Snowgrass Mountain provides an uninterrupted and unparalleled panorama of Washington’s mountain ranges in every direction. There is also great trout fishing in Lake Margaret and a scramble to high peaks and great views.
Maps: USGS Chiwaukum Mountains and Jack Ridge. View our topo map (8.5’x11” portrait/landscape or 8.5”x14” portrait/landscape). Note: use ‘Print Preview’ before printing to properly scale this map to a full sheet of paper.
Nearest Town: Leavenworth
Skill Level: 2+
Fitness Level: 3 — 2+ to 3- for an overnight trip
Distance: About 6.3 miles to Lake Margaret. About 9 miles to the summit of Snowgrass Mountain, 18 miles roundtrip.
Elevation: About 2600 ft elevation gain to Lake Margaret. About 5100 ft elevation gain to Snowgrass.
Recommended Season: Mid summer through late fall.
–From the east end of Leavenworth, take East Leavenworth road 3.5 miles to Icicle Road.
–Turn right and in under half a mile the road hooks hard to the right (at the Sleeping Lady Resort) and heads up Icicle Canyon. Take this hard hook and follow the Icicle Rd another 16 miles past Chatter Creek, across the Icicle River at Rock Creek Campground, and past Black Pine Campground.
–Park at the road’s end.
–Hike 1.5 miles along the Icicle Trail and, after crossing a footbridge, you will reach the junction of the French Creek Trail and the Frosty Pass Trail.
–At the junction, take the right fork and continue on the Frosty Pass Trail. At 1.2 miles from the junction, turn right and cross Icicle Creek (still following Frosty Pass Trail). –After about 5 miles past the junction, you will reach Lake Margaret–a great place for trout fishing. You will see a sign for Frosty Pass horse camp in .25 mile and another, unnamed trail branching down to the right. Take this other trail to reach the lake.
–To reach Snowgrass Mountain, continue along the trail and, in another half mile, you’ll find Frosty Pass.
–From Frosty Pass north of Lake Margaret, follow the trail trending southeast toward Lake Mary for about .4 miles.
–Branch off the trail and walk cross-country upward. Initially you’ll walk in an easterly direction for about .6 miles and then walk/scramble in a northerly direction for about a mile to the summit. Refer to the cross-country route we’ve noted on our topo map.
–Camping areas can be found west of Frosty Pass, at Lake Mary (about 1.5 miles from Lake Margaret), or at Upper Florence Lake (about 2.9 miles from Lake Margaret).
The trail at about the 4800-foot level short of Lake Margaret is grown over due to light trail use and is simply inconvenient–watch for rocks beneath the growth. Gaining the peak can be treacherous (particularly if you deviate from the easiest route) and is a challenging option; otherwise you’re looking at a good, healthy, strenuous hike with fabulous views.
–Bring a fishing rod–Lake Margaret had nice, feisty cutthroat trout with brilliant coloring.
–For an interesting loop possibility, carry on past Lake Mary to Ladies Pass and then come down the Chatter Creek Trail. From the Chatter Creek trailhead, walk or ride a bike a little over three miles back to the Icicle Creek Trailhead.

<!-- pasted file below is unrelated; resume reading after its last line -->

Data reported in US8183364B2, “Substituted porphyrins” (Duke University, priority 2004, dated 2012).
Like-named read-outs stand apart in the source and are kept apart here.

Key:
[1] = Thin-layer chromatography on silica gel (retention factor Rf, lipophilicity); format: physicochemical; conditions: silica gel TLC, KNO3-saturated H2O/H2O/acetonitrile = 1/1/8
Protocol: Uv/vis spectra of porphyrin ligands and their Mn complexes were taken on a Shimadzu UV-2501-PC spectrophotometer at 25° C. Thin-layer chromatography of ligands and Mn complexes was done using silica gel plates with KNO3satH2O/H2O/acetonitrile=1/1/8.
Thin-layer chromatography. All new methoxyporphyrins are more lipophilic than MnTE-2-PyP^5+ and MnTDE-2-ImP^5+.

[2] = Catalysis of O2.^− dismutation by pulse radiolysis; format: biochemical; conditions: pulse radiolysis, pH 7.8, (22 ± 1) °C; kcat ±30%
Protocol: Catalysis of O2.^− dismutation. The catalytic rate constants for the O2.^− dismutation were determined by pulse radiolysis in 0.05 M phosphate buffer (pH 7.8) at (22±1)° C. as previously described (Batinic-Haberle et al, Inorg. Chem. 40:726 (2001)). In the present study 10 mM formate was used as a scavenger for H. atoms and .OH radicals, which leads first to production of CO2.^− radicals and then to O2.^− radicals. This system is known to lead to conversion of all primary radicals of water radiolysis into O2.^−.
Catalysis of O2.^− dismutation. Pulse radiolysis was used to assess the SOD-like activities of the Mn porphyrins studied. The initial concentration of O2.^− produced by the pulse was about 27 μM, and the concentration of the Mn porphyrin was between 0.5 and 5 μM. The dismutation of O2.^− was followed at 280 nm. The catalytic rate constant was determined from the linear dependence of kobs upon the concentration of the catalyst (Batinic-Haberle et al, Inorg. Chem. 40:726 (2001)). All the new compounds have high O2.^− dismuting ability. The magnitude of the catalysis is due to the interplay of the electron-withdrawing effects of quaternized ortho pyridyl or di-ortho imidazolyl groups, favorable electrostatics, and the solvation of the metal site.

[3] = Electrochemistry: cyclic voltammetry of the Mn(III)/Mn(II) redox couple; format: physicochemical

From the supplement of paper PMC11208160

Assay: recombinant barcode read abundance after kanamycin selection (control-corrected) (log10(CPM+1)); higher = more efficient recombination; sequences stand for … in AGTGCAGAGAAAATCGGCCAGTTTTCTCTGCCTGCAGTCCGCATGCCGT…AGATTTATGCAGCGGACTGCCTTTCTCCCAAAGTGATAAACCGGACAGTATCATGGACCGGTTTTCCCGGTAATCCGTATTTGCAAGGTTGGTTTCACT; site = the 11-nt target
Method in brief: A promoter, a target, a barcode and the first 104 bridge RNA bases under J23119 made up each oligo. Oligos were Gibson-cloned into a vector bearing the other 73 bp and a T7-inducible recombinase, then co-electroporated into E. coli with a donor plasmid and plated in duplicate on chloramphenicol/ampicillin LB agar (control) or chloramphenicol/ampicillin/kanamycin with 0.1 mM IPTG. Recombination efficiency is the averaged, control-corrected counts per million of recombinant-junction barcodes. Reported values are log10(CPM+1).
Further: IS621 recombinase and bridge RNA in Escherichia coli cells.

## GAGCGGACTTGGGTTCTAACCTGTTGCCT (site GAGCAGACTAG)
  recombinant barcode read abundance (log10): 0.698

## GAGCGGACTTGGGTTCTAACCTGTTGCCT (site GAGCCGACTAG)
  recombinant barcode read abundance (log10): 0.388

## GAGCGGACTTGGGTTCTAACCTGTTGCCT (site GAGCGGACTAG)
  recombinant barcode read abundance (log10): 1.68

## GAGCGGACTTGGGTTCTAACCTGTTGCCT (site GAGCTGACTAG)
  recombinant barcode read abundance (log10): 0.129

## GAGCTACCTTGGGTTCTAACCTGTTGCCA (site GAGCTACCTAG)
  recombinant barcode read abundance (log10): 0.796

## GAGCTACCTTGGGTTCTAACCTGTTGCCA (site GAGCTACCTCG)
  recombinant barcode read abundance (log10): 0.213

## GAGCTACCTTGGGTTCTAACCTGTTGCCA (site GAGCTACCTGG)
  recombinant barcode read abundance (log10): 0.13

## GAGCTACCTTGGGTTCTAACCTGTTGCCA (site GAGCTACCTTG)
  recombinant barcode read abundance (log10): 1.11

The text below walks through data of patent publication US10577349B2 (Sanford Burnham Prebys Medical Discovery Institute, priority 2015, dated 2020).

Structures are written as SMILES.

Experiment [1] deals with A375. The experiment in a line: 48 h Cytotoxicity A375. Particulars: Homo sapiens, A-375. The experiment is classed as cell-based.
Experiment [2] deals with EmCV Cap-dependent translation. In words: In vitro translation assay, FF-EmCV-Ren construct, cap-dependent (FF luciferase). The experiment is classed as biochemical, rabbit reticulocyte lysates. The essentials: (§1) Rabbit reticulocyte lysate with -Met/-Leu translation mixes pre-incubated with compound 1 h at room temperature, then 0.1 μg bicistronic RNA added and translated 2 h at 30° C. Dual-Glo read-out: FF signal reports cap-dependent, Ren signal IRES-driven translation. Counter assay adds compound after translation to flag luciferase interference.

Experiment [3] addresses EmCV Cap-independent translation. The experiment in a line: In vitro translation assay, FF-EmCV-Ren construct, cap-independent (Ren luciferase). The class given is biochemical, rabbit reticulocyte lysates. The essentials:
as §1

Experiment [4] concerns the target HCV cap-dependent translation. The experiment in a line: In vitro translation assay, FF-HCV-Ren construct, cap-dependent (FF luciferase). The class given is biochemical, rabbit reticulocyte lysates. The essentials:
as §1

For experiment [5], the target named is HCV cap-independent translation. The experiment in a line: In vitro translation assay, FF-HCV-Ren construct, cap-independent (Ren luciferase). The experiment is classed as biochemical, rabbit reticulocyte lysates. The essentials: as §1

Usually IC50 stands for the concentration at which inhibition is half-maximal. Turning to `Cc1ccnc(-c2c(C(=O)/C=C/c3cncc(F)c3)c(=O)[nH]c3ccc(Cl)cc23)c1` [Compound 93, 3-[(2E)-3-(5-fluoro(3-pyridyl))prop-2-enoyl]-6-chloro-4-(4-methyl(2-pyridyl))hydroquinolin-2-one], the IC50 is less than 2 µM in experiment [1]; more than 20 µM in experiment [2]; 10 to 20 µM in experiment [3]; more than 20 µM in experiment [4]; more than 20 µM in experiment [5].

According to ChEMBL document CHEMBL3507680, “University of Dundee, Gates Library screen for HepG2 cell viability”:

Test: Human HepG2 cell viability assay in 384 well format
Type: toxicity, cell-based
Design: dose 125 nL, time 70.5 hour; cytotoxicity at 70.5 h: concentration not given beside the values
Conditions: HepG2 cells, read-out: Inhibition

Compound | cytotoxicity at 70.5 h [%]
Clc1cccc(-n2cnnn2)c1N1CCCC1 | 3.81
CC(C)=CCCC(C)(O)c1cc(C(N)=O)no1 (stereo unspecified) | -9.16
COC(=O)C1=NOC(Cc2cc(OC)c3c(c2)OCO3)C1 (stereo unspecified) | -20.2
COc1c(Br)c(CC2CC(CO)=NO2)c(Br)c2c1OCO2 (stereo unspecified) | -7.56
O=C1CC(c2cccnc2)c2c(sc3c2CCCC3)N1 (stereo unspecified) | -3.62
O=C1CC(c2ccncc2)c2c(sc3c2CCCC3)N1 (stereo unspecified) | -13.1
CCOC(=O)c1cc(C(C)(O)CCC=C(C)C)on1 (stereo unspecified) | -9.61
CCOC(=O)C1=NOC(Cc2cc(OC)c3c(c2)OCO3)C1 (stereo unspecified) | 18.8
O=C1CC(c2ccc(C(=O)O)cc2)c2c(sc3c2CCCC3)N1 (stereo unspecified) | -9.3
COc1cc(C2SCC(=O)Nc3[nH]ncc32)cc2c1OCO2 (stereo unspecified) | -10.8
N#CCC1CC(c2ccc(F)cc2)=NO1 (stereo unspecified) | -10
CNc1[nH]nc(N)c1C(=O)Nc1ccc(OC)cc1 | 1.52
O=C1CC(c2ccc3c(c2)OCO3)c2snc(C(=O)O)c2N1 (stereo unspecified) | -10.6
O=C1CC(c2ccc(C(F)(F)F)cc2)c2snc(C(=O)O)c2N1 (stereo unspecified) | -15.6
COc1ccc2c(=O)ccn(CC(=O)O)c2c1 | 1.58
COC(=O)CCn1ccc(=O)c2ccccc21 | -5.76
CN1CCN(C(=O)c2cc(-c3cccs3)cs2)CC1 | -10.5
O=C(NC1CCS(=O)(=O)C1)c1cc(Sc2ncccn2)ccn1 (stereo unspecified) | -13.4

Uses Allowed: Hiking. Horseback riding is also permitted in certain areas, though the Lake Mary is foot traffic only.
Uses Not Allowed: Mountain biking and motorized vehicles are not permitted.
Land Designation: National Forest, Alpine Lakes Wilderness.
Fees/Permits: A Northwest Forest Pass is required for parking at the trailhead and passes are needed for overnight camping. Hikers can self-register for passes for camping at Lake Margaret and Lake Mary at the trailhead. If you have any questions, call the Leavenworth Forest Service at (509) 548-6977.
More Info/Links: Additional information and links to other hikes can be found at Northwest Hiker
Trip Reporter: Steve Schwind, 08/17/2006
CONDITION UPDATE: 8/1-2/07
Trail up to Margaret Lake is a nice trip for warm days. The trail stays in among the trees for the majority of the hike. The first portion of the hike follows the wide, well-maintained Icicle Creek Trail. Trail maintenance on the Frosty Pass Trail is poorer. Windfall from the winter storms frequently crosses the path. Fortunately, the debris is usually only single trees that can be circumnavigated without too much trouble. There are one or two windfalls (see photo on the left) that are a bit more challenging. Meadow portions of the trail have become overgrown, though it is still possible to distinguish the trail beneath the plant life. Bugs along this trail were really bad–biting flies during the day and evening, heavy mosquitoes in the morning.
May 2008 Update: The Icicle River Road was washed out by a massive land/snow slide in mid May near Doctor Creek. Motorized access to this trail will not be possible throughout all of June and probably well into the summer. Check with the Forest Service (509-548-6977,then 0, for front desk) to learn the status of the road. You can drive to the washout area, park nearby, and walk around the slide (not real easy but doable) and then walk or ride a mountain bike along the road–which actually provides a rather unique opportunity to have the trails leaving from the upper Icicle to yourself.
Leave It Better Than You Found It. This should be every outdoor user’s goal. Pick up trash left by others, pull some noxious weeds along your route, throw branches over unwanted spur trails, don’t ride or walk wet trails when you’re leaving ruts/footprints deeper than ¼ inch…
Disclaimer. Treat this information as recommendations, not gospel. Conditions change, and those contributing these reports are volunteers–they may make mistakes or may not know all the issues affecting a route. You are still completely responsible for your decisions, your actions, and your safety. If you can’t live with that, you are prohibited from using our information.